Lack of Research Foundation

The second major critique of the NCTQ effort is that there is little or no empirical research that substantiates the use of such standards in an effort to evaluate and judge the quality of a teacher preparation program. NCTQ admits that their standards are not grounded on a body of research. Note that the “study” lists the number of research reports underlying each standard. Yet, they do not list the papers. Are they peer-reviewed? What was the quality of the research? Was the paper a case study of one program or a large analysis of multiple programs? If NCTQ was really confident and transparent about the research foundation of their standards, they would have listed the papers and even provided links to them. Give me any education topic and I can list 20 papers on that tropic. Many won’t be pertinent or of high-quality, but it will sure look impressive to the non-researcher that I could say “there are 20 research reports that substantiate this standard.” You need both research QUANTITY and QUALITY in order to legitimately adopt a standard.

For example, NCTQ states: “[Our] standards were developed over five years of study and are the result of contributions made by leading thinkers and practitioners from not just all over the nation, but also all over the world. To the extent that we can, we rely on research to guide our standards.

However, the field of teacher education is not well-studied.” Note that the word researcher is omitted from this description. NCTQ relied on thinkers and practitioners, but not researchers. While thinkers and practitioners can provide useful insight, researchers are critical to such standard setting. In fact, many beliefs based on common sense turn out to be incorrect after research examines and issue.

While NCTQ is correct in that there is not a large body of research examining the inputs of teacher preparation programs and any outcome measures, there is some research and NCTQ apparently did not read it. Indeed, Eduventures ( correctly points out that the NCTQ standards include many inputs for which there is no research base that links the inputs to any type of output while some inputs that are important indicators of teacher preparation program quality are completely ignored by NCTQ and do not appear in the standards.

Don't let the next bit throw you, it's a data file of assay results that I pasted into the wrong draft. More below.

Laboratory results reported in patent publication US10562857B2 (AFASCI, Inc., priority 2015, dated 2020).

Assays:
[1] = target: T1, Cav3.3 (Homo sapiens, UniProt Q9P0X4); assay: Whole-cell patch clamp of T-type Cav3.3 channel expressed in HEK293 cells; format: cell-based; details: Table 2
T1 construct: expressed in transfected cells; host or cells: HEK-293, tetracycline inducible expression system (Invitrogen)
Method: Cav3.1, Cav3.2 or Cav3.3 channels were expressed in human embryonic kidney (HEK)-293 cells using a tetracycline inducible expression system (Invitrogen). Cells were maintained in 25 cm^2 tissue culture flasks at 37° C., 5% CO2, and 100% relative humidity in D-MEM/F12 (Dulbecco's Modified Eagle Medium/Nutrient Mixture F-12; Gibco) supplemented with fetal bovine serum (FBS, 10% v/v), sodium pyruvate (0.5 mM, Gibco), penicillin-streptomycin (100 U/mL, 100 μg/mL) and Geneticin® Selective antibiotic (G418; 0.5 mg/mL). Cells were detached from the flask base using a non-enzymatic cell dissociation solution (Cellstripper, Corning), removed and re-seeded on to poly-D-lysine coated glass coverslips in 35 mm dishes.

Eduventures (2010) notes that important inputs that should be assessed in an effort to link programs to outputs would include: the quality of instruction provided in teacher preparation and content courses, student support services, mentoring and induction provided by the program, and the length of the clinical experience required of students. Note that many of these inputs are simply absent from the NCTQ standards. NCTQ will respond that they don’t have enough money to properly conduct the study. So why do the study at all then? Is it okay to do a bad study because the money is not available to conduct a proper study? What would NCTQ say if a teacher preparation program claimed that they could do better if they had more money? I seriously doubt NCTQ would be sympathetic. Why should the public and the media be sympathetic with NCTQ?

Examples of Incorrect Reading of the Research

There are numerous examples of NCTQ standards that are simply not supported by existing research that was clearly available to NCTQ.

For example, NCTQ states that middle and high school preparation programs should require students to obtain a content-area major or at least 30 hours of content courses. Yet, Monk (1994) found diminishing returns to teacher effectiveness past five courses at the high school level. Moreover, at the middle school level, Alexander and Fuller (2003) and Darling-Hammond (personal; communication) found that middle school teachers trained in as elementary teachers were more effective than middle school teachers trained as secondary subject area specialists.

With respect to student teaching, NCTQ requires that preparation programs ensure that cooperating teachers for student teachers be proven effective instructors as measured by student achievement. While this makes common sense, there is no research base to support this contention. Further, NCTQ does not say how districts should use student achievement to assess teacher effectiveness. There is certainly no consensus in this area and there will be great variation in the quality of efforts of districts to do this. Ultimately, the measure is meaningless because there is no method to ensure districts assess teachers in an appropriate and accurate manner.